Of his natural philosophy we know only the titles of his treatises On Nature and On the Nature of Man. His chief interest is that he sought to give precision to the use of words. Two of his discourses were specially famous; one, "On Propriety of Language," is repeatedly alluded to by Plato; the other contained the celebrated apologue On the Choice of Heracles, of which the Xenophontean Socrates (Mem. ij. I, 21 seq.) gives a summary. Theramenes, Euripides and Isocrates are said to have been pupils or hearers of Prodicus. By his immediate successors he was variously estimated: Plato satirizes him in the early dialogues; Aristophanes calls him "a babbling brook"; Aeschines the Socratic condemns him as a sophist. Natural philosophy is a term applied to the objective study of nature and the physical universe before the development of modern science. ... Plato (Greek: Πλάτων Plátōn) (ca. ... Xenophon (In Greek , c. ... Theramenes (d. ... A Statue of Euripides Euripides (c. ... Isocrates (436–338 BC), Greek rhetorician. ... Bust of Aristophanes Aristophanes (c. ... Aeschines (389 - 314 BC), Greek statesman and one of the ten Attic orators, was born at Athens. ...


References


Supporters contend that the Eleventh Edition of the Encyclopædia Britannica (1910-1911) represents the sum of human knowledge at the beginning of the 20th century; indeed, it was advertised as such. ... The public domain comprises the body of all creative works and other knowledge—writing, artwork, music, science, inventions, and others—in which no person or organization has any proprietary interest. ...

This article is part of The Presocratic Philosophers series
Thales | Anaximander | Anaximenes of Miletus | Pythagoras | Philolaus | Archytas | Empedocles | Heraclitus | Parmenides | Zeno of Elea | Melissus of Samos | Xenophanes | Anaxagoras | Leucippus | Democritus | Protagoras | Gorgias | Prodicus | Hippias | Pherecydes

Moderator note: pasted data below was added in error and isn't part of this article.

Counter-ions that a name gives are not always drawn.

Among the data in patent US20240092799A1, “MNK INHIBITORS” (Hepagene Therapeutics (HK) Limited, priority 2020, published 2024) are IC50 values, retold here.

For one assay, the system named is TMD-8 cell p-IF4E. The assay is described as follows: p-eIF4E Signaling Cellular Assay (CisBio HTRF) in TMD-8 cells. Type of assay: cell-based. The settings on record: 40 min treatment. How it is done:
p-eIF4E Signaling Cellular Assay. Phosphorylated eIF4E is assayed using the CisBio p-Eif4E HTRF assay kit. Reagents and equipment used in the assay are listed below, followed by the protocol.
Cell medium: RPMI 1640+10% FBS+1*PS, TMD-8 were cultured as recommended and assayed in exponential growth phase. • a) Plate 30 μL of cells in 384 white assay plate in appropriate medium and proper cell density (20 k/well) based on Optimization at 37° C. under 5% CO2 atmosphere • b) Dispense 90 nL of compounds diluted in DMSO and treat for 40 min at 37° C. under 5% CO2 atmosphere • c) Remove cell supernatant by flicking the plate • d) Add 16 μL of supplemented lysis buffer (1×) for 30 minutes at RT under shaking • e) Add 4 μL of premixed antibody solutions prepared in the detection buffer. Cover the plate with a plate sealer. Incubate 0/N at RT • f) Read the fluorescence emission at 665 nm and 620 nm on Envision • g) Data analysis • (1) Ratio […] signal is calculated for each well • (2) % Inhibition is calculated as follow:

Results from FactBites:
 
Sophists - LoveToKnow 1911 (4896 words)
In this polymath we see at once the degradation of the sophistry of culture and the link which connects Protagoras and Prodicus with the eristics, who at a later period taught, not, like Hippias, all branches of learning, but a universally applicable method of disputation.
The first four definitions represent the period of Protagoras, Prodicus, and their immediate successors, when the object sought was " virtue," " excellence," " culture," and the means to it was literature.
Prodicus in his platitudes reflected the customary morality of the time.
Prodicus (313 words)
Like Protagoras, he professed to train his pupils for domestic and civic affairs; but it would appear that, while Protagoras's chief instruments of education were rhetoric and style, Prodicus made ethics prominent in his curriculum.
Though he discharged his civic duties in spite of a frail physique, he emphasized the sorrows of life; and yet he advocated no hopeless resignation, but rather the remedy of work, and took as his model Heracles, the embodiment of virile activity.
By his immediate successors he was variously estimated: Plato satirizes him in the early dialogues; Aristophanes calls him "a babbling brook"; Aeschines[?] the Socratic condemns him as a sophist.